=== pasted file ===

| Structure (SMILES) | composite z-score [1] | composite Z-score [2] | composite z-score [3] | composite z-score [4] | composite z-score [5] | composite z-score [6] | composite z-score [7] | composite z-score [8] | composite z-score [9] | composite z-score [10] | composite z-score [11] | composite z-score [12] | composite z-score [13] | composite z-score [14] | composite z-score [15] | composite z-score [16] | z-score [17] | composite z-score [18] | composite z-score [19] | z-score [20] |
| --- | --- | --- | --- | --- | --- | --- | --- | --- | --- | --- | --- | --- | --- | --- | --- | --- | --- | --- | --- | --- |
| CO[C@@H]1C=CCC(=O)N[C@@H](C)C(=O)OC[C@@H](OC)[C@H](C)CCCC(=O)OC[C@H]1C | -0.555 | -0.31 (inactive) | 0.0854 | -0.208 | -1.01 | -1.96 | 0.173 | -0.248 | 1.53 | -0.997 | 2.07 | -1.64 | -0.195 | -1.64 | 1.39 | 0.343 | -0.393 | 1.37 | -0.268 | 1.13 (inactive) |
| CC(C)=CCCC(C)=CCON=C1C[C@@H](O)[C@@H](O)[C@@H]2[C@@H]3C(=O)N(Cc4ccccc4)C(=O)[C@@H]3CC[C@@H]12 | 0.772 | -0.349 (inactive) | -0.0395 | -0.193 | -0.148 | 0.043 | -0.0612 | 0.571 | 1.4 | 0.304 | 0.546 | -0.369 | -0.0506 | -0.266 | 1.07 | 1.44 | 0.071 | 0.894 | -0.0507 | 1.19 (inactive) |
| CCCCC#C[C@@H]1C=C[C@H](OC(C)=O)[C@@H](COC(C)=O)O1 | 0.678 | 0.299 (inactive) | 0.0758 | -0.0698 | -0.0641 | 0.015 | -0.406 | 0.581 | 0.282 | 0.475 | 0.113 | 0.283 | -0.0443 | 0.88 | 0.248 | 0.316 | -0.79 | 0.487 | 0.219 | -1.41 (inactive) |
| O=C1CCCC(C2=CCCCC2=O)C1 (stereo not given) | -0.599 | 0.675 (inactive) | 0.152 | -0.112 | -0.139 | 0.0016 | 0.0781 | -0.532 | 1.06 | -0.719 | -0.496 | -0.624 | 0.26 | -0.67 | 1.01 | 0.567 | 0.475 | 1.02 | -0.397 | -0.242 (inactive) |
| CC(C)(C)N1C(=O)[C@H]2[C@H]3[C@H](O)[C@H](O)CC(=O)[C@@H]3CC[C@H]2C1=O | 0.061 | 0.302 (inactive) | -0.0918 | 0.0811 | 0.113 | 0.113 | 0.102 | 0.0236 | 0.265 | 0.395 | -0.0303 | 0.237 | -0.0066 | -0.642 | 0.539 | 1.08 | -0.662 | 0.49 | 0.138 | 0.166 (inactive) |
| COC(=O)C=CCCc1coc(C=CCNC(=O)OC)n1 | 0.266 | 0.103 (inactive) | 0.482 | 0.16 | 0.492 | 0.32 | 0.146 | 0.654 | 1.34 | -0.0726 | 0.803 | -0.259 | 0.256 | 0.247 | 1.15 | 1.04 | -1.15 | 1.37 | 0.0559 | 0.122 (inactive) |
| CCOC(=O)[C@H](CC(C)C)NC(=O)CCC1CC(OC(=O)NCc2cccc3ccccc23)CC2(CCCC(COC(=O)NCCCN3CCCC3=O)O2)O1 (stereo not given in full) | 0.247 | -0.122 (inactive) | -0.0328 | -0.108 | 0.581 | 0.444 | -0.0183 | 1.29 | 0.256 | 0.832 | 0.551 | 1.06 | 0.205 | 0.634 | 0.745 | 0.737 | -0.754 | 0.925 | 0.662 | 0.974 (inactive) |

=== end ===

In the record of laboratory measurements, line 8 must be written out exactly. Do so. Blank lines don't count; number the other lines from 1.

| COC(=O)C=CCCc1coc(C=CCNC(=O)OC)n1 | 0.266 | 0.103 (inactive) | 0.482 | 0.16 | 0.492 | 0.32 | 0.146 | 0.654 | 1.34 | -0.0726 | 0.803 | -0.259 | 0.256 | 0.247 | 1.15 | 1.04 | -1.15 | 1.37 | 0.0559 | 0.122 (inactive) |